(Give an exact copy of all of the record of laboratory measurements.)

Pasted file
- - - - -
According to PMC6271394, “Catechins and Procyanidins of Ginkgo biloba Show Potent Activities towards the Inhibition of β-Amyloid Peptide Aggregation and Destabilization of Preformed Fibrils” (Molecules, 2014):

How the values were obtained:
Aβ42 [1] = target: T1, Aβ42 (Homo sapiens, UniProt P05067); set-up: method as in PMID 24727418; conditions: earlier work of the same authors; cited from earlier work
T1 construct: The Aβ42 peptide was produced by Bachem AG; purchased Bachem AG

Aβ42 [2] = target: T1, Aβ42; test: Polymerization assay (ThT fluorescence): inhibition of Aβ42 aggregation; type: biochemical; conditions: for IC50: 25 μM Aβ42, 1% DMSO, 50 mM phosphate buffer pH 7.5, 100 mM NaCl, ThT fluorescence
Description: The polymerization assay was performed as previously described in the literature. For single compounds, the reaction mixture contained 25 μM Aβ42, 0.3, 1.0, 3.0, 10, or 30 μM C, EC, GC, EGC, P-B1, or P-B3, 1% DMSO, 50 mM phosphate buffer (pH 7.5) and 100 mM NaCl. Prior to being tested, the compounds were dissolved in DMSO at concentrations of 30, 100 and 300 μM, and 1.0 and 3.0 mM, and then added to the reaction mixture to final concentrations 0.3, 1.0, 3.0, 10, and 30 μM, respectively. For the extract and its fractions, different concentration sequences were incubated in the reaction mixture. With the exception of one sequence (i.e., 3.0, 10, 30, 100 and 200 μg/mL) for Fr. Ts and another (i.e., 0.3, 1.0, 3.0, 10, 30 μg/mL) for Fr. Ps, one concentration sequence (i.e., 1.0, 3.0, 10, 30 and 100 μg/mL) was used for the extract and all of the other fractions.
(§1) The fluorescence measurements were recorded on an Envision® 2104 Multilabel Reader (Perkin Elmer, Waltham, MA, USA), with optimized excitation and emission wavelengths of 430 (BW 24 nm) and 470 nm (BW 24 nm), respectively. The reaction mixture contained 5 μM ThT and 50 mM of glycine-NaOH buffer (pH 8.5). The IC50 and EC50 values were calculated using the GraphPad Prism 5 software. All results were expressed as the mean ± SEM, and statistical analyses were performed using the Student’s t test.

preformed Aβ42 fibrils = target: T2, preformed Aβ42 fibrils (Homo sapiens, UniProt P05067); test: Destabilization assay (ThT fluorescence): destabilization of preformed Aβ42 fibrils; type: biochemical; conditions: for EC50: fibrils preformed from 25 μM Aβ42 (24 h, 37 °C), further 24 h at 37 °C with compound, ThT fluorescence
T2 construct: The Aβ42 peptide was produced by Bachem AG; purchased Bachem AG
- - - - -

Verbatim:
According to PMC6271394, “Catechins and Procyanidins of Ginkgo biloba Show Potent Activities towards the Inhibition of β-Amyloid Peptide Aggregation and Destabilization of Preformed Fibrils” (Molecules, 2014):

How the values were obtained:
Aβ42 [1] = target: T1, Aβ42 (Homo sapiens, UniProt P05067); set-up: method as in PMID 24727418; conditions: earlier work of the same authors; cited from earlier work
T1 construct: The Aβ42 peptide was produced by Bachem AG; purchased Bachem AG

Aβ42 [2] = target: T1, Aβ42; test: Polymerization assay (ThT fluorescence): inhibition of Aβ42 aggregation; type: biochemical; conditions: for IC50: 25 μM Aβ42, 1% DMSO, 50 mM phosphate buffer pH 7.5, 100 mM NaCl, ThT fluorescence
Description: The polymerization assay was performed as previously described in the literature. For single compounds, the reaction mixture contained 25 μM Aβ42, 0.3, 1.0, 3.0, 10, or 30 μM C, EC, GC, EGC, P-B1, or P-B3, 1% DMSO, 50 mM phosphate buffer (pH 7.5) and 100 mM NaCl. Prior to being tested, the compounds were dissolved in DMSO at concentrations of 30, 100 and 300 μM, and 1.0 and 3.0 mM, and then added to the reaction mixture to final concentrations 0.3, 1.0, 3.0, 10, and 30 μM, respectively. For the extract and its fractions, different concentration sequences were incubated in the reaction mixture. With the exception of one sequence (i.e., 3.0, 10, 30, 100 and 200 μg/mL) for Fr. Ts and another (i.e., 0.3, 1.0, 3.0, 10, 30 μg/mL) for Fr. Ps, one concentration sequence (i.e., 1.0, 3.0, 10, 30 and 100 μg/mL) was used for the extract and all of the other fractions.
(§1) The fluorescence measurements were recorded on an Envision® 2104 Multilabel Reader (Perkin Elmer, Waltham, MA, USA), with optimized excitation and emission wavelengths of 430 (BW 24 nm) and 470 nm (BW 24 nm), respectively. The reaction mixture contained 5 μM ThT and 50 mM of glycine-NaOH buffer (pH 8.5). The IC50 and EC50 values were calculated using the GraphPad Prism 5 software. All results were expressed as the mean ± SEM, and statistical analyses were performed using the Student’s t test.

preformed Aβ42 fibrils = target: T2, preformed Aβ42 fibrils (Homo sapiens, UniProt P05067); test: Destabilization assay (ThT fluorescence): destabilization of preformed Aβ42 fibrils; type: biochemical; conditions: for EC50: fibrils preformed from 25 μM Aβ42 (24 h, 37 °C), further 24 h at 37 °C with compound, ThT fluorescence
T2 construct: The Aβ42 peptide was produced by Bachem AG; purchased Bachem AG